Sisters, 1992

A sister is a gift to the heart, a friend to the spirit,
a golden thread to the meaning of life.
—Isadora James

Happy Sister’s Day!

Yes, today is Sister’s Day. And today, I say thanks for three gifts from God—my sisters.

The quote above says it all. Yet, sisterhood is easily one of the most complex of human relationships. Playmates, rivals, best friends, critics, compatriots in crime—it’s a bond forced upon siblings yet one we cherish throughout our lives. Small wonder the Mars gender rolls its eyes and fears the hormonal Venus side of the family.

Ruth, my grandmother, and her sister Charlotte, shared this love-hate relationship. Friends as long as they lived, they exchanged weekly long-distance phone calls, love and support. And, like all sisters, they sometimes were each other’s greatest antagonists.

“When I was 12-years old, I had a half-sister Charlotte,” says Ruth in her 1990 video, of the daughter born to her mother Emma and her step-father Rudolph Arendt. Emma married Rudolph in 1918, a year after her first husband died.

“She was quite a crybaby,” Ruth laughs of Charlotte. “My mother used to go to choir practice on Wednesday nights and my brother Carl and I had to take care of Charlotte.

“We had a (high?) Victrola that played one record and you had to wind it each time. Carl would play the Victrola and I would walk with Charlotte. And then I would take care of the Victrola and Carl would walk with her.”

And because, later in life, Charlotte passed along stories of Ruth’s side of the family, it’s only fitting that Ruth did the same of Charlotte’s. In the video, Ruth shares a few interesting tidbits of the Arendt family in the midst of Chicago’s prohibition days.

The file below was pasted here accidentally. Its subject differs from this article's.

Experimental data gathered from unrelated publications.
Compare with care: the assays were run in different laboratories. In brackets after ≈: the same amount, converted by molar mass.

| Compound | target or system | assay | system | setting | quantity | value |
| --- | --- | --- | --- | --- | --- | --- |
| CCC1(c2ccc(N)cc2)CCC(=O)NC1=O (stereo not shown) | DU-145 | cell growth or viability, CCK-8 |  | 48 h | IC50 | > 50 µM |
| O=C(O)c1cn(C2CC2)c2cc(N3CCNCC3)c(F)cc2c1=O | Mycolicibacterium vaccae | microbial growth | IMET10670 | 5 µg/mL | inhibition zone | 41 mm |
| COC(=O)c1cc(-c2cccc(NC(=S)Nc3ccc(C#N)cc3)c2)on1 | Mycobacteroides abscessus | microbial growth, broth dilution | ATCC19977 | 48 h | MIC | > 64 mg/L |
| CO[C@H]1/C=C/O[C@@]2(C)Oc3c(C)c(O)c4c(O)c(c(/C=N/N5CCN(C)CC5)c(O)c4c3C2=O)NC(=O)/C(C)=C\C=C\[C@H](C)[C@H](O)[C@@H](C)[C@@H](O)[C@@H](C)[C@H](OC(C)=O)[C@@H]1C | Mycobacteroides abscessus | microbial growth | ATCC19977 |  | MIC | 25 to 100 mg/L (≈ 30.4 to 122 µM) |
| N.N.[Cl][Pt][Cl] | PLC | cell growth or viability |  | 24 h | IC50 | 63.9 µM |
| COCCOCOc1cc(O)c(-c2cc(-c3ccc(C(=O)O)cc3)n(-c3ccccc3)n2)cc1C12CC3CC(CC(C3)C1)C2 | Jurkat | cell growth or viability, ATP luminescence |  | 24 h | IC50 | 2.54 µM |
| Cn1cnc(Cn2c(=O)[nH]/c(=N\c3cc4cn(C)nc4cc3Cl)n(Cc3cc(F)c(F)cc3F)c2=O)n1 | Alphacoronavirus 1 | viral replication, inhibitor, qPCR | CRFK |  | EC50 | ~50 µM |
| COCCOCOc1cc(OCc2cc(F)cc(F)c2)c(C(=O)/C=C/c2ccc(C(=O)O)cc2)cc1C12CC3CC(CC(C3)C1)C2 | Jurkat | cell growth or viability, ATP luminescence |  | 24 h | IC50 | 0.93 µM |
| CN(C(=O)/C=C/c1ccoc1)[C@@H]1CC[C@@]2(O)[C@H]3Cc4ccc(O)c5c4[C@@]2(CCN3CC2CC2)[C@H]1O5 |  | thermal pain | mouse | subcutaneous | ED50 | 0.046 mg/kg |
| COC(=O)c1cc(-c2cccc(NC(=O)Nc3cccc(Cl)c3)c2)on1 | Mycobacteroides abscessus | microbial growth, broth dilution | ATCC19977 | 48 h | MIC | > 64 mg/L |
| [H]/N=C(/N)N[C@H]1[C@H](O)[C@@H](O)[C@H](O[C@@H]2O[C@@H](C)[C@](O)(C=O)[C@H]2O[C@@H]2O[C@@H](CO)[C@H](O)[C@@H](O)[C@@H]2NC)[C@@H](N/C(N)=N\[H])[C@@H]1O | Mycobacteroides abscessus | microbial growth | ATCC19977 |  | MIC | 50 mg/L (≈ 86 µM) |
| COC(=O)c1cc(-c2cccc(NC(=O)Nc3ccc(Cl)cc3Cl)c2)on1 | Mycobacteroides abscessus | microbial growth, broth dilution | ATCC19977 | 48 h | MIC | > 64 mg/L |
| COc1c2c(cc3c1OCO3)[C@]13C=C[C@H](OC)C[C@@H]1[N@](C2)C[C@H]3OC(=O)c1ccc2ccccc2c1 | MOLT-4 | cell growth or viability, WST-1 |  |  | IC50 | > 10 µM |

“My step-dad’s younger brother, Ed Arendt—he got into the bootlegging business. Once Uncle Carl (Ruth’s brother), well, he was young and I don’t know if he was married or not. Eddy Arndt had him deliver some home brew and he (Carl) got caught.

“Well, I guess he was going to offer the policeman some money, maybe he had a $20, and they said ‘oh, you’re just small stuff, we don’t want you,’ and they let him go.”

According to Ruth, her mother was very upset that Eddy Arndt involved Carl in his dirty work. (Eddy Arendt—doesn’t the name alone sound gangster-ish?) Anyway, it seems his visits caused conflicts.

“Eddy used to come to the house and he’d bring his pals,” tells Ruth in the video. “Grandpa Arendt (Ruth’s step-father) worked in the stockyards and he used to bring our butter and meat home. This was on a Saturday that Eddy came over and brought a friend. When they were gone, some butter was missing. They had taken it.”

Butter-schmutter. Apparently, Eddy was dealing with more than dairy delights.

“Eddy Arendt—he was pretty much in the gang, I guess,” tells Ruth. “Because he was shot and killed on his sister’s front porch. They drove by in a car and shot him.

“At his wake, this fella came and they (the Arendts) felt he had something to do with it. Eddy’s four brothers stood around the casket and just kept watching him because they were afraid he might do something.”

I ask Ruth how old she was when these things happened.

“Oh, I don’t think I was married then,” she answers. “I might have been 18, or something like that.”

And Charlotte would have been six.

Sisters Judith and Carol, September 1943

Unfortunately, I haven’t found any pictures of Ruth and Charlotte in their younger days. However, here we have Ruth’s daughters, Carol and Judith, as flower girls in Charlotte’s wedding. These hats certainly vie for attention in the Easter Bonnet posting, don’t you think?